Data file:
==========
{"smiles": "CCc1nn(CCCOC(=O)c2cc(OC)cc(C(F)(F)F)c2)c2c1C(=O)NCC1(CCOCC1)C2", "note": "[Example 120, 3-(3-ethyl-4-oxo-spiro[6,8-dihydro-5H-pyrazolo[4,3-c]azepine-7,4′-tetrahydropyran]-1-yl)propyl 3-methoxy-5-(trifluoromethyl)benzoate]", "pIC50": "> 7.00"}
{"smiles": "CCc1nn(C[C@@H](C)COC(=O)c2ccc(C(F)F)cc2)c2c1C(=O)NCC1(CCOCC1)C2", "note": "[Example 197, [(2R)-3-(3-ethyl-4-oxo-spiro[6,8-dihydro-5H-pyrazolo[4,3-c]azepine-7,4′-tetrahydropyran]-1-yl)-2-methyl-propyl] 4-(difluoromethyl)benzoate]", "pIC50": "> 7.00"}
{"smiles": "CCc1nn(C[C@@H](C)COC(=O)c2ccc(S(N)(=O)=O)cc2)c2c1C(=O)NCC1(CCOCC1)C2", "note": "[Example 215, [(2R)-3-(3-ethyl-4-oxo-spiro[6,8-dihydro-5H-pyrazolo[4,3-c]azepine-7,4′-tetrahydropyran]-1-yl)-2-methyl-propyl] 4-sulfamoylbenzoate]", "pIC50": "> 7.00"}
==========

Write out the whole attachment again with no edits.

{"smiles": "CCc1nn(CCCOC(=O)c2cc(OC)cc(C(F)(F)F)c2)c2c1C(=O)NCC1(CCOCC1)C2", "note": "[Example 120, 3-(3-ethyl-4-oxo-spiro[6,8-dihydro-5H-pyrazolo[4,3-c]azepine-7,4′-tetrahydropyran]-1-yl)propyl 3-methoxy-5-(trifluoromethyl)benzoate]", "pIC50": "> 7.00"}
{"smiles": "CCc1nn(C[C@@H](C)COC(=O)c2ccc(C(F)F)cc2)c2c1C(=O)NCC1(CCOCC1)C2", "note": "[Example 197, [(2R)-3-(3-ethyl-4-oxo-spiro[6,8-dihydro-5H-pyrazolo[4,3-c]azepine-7,4′-tetrahydropyran]-1-yl)-2-methyl-propyl] 4-(difluoromethyl)benzoate]", "pIC50": "> 7.00"}
{"smiles": "CCc1nn(C[C@@H](C)COC(=O)c2ccc(S(N)(=O)=O)cc2)c2c1C(=O)NCC1(CCOCC1)C2", "note": "[Example 215, [(2R)-3-(3-ethyl-4-oxo-spiro[6,8-dihydro-5H-pyrazolo[4,3-c]azepine-7,4′-tetrahydropyran]-1-yl)-2-methyl-propyl] 4-sulfamoylbenzoate]", "pIC50": "> 7.00"}